We hope you have enjoyed this week’s activities, and continue to explore the many resources available to you to help you on your path to fiscal responsibility. If there’s a favorite site of yours that has not been included, feel free to leave us a comment and tell us about it!
April 8, 2013
Remember to visit the Financial Literacy Week events today through Thursday, both onsite and online! These events are open to all students, faculty, and staff. At the end of the week, we’ll draw winners for fuel cards and gift cards to Barnes & Noble, Starbucks, and Subway — but you have to participate to win, so click here
to see today’s events, or check out the rest of this week’s activities.
April 2, 2013
Over at FinancialFanatic.com, there’s a post I like very much that describes how changing just one financial behavior can have rather large, rippling effects on your overall finances: living below your means.
It seems like such a simple concept, and yet so many of us struggle with it. After all, isn’t it the American standard to spend more and more any time you come into extra income? That seems to be a sign of the times, and all it’s gotten us is deeper in debt, saving less for future expenses, and working far beyond our retirement ages. So buck the trend; do yourself and your future a favor by learning to live not just within your means, but below it. Check out the Financial Fanatic’s post for tips on what you can do now, and how it will pay dividends into the future.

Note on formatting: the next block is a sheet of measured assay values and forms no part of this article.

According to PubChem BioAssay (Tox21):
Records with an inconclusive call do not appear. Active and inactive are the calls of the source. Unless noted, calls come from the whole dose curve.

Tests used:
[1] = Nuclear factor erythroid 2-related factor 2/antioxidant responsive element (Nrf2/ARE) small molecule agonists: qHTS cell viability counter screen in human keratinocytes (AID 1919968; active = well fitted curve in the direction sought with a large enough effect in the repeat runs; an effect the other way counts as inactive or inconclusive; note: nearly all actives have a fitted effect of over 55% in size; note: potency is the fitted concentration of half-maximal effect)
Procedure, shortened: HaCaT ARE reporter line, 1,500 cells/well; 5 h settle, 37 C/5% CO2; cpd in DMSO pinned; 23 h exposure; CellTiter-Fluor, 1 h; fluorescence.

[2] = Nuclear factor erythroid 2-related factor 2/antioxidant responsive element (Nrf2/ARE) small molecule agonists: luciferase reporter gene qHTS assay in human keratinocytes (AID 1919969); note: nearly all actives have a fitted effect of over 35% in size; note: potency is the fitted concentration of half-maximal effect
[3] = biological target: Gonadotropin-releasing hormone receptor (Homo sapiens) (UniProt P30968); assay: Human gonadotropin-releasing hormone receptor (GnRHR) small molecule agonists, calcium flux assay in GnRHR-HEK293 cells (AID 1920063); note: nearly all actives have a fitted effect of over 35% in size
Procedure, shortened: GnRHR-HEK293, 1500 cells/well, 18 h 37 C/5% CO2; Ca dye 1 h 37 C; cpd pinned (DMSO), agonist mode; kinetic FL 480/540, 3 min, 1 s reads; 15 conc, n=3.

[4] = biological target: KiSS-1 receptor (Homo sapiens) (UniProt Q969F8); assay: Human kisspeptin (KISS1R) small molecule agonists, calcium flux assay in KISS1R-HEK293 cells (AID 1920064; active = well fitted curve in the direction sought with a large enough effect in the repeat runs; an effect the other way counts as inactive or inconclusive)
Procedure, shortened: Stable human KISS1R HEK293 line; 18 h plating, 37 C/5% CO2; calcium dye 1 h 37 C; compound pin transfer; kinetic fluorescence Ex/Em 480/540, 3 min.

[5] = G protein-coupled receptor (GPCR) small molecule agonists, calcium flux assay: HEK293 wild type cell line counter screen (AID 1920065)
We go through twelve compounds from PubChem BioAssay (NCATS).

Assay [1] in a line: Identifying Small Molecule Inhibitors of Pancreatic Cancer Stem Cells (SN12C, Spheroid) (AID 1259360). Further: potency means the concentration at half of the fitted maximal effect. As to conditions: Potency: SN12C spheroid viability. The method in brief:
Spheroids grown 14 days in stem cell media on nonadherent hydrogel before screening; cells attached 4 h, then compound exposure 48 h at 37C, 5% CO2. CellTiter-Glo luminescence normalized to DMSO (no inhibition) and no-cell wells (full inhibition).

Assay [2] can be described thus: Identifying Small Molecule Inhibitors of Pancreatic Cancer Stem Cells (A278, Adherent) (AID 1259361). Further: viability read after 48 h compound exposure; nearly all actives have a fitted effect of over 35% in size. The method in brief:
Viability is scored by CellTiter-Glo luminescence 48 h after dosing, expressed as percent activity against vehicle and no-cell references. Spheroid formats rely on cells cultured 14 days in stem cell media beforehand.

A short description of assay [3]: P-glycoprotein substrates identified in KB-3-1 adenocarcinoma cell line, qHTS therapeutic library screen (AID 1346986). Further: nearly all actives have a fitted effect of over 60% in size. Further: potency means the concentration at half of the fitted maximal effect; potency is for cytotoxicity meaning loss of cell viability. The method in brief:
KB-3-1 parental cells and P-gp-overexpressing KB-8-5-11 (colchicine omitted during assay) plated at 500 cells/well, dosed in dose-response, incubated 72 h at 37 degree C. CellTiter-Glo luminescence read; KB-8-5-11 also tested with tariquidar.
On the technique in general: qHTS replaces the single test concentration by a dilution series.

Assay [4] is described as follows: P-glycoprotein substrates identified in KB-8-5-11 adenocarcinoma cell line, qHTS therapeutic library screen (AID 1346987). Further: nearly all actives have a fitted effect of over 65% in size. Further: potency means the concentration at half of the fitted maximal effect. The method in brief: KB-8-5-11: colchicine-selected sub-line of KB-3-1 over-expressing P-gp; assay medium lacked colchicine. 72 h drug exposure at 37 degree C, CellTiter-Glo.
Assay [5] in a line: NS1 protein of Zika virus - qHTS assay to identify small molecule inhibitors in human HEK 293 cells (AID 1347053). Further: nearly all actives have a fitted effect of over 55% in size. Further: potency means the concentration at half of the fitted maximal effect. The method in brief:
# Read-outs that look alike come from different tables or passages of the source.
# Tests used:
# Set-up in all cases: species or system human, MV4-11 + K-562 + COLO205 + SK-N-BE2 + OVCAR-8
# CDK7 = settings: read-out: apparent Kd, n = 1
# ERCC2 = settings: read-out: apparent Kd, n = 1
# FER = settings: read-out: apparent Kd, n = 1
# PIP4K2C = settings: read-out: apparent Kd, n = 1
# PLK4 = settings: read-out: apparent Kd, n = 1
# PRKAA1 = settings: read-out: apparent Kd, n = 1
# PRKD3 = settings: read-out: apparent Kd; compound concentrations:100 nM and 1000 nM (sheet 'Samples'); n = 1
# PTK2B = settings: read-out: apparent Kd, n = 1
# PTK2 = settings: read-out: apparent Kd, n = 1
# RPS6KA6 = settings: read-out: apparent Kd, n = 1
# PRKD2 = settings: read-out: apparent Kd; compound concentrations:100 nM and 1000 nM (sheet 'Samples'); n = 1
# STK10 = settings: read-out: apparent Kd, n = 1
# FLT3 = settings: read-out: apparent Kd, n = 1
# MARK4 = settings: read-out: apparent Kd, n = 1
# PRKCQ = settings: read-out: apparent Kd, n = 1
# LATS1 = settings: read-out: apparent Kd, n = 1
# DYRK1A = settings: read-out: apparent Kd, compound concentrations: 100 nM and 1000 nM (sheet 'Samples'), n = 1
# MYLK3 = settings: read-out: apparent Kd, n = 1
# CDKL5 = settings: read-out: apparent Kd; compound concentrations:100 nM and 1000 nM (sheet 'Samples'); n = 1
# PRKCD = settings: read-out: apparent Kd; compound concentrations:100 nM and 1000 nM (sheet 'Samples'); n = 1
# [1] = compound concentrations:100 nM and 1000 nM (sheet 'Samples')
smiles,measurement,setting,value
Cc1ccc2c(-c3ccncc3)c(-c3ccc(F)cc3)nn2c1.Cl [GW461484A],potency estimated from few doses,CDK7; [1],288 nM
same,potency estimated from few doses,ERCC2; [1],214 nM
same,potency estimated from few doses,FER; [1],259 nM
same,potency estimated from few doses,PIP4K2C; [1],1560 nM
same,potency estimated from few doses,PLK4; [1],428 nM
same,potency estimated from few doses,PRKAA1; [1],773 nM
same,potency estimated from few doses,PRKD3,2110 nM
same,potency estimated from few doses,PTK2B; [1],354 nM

March 25, 2013
Cincinnati.com has a great article on how to apply March Madness bracketology to your personal finances. Here’s just a snippet of their sports-themed advice:
A motto of March Madness teams has become “survive and advance.” Do whatever it takes to make it to the next round. In your financial tourney, this means living below your means. It wasn’t a basketball coach who first said, “No pain, no gain.” It was actually Ben Franklin. What he was referring to was the fact you need to accept some pain now (in the form of saving rather than spending) if you want to reap financial gains in the future. Unfortunately, this is a lesson lost on many at both the consumer and government level today.
After reading this article, you can create your own personal financial bracket by heading over to http://www.financialfour.org/. Here, the National Endowment for Financial Education and Financial Planning Association has already selected 32 sound financial goals. Pick your top priorities to advance through each round, helping you to identify your top financial goals, and see how you stack up to the rest of the bracket entries.